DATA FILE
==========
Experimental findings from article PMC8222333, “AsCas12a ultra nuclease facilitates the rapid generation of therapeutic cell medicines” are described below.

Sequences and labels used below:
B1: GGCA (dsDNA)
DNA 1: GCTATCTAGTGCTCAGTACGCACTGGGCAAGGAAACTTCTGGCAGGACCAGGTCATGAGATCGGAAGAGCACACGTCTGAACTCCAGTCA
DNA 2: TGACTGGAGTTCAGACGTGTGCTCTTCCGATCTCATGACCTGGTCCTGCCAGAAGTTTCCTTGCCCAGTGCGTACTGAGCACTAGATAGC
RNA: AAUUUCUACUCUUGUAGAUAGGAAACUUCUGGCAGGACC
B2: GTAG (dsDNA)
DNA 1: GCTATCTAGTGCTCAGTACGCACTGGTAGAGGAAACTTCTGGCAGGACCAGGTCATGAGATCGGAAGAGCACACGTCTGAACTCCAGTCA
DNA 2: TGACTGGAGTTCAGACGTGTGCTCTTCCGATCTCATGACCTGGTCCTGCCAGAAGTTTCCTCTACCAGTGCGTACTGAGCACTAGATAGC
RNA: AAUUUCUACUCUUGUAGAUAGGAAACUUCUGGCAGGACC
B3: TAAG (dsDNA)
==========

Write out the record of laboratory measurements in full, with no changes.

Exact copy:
Experimental findings from article PMC8222333, “AsCas12a ultra nuclease facilitates the rapid generation of therapeutic cell medicines” are described below.

Sequences and labels used below:
B1: GGCA (dsDNA)
DNA 1: GCTATCTAGTGCTCAGTACGCACTGGGCAAGGAAACTTCTGGCAGGACCAGGTCATGAGATCGGAAGAGCACACGTCTGAACTCCAGTCA
DNA 2: TGACTGGAGTTCAGACGTGTGCTCTTCCGATCTCATGACCTGGTCCTGCCAGAAGTTTCCTTGCCCAGTGCGTACTGAGCACTAGATAGC
RNA: AAUUUCUACUCUUGUAGAUAGGAAACUUCUGGCAGGACC
B2: GTAG (dsDNA)
DNA 1: GCTATCTAGTGCTCAGTACGCACTGGTAGAGGAAACTTCTGGCAGGACCAGGTCATGAGATCGGAAGAGCACACGTCTGAACTCCAGTCA
DNA 2: TGACTGGAGTTCAGACGTGTGCTCTTCCGATCTCATGACCTGGTCCTGCCAGAAGTTTCCTCTACCAGTGCGTACTGAGCACTAGATAGC
RNA: AAUUUCUACUCUUGUAGAUAGGAAACUUCUGGCAGGACC
B3: TAAG (dsDNA)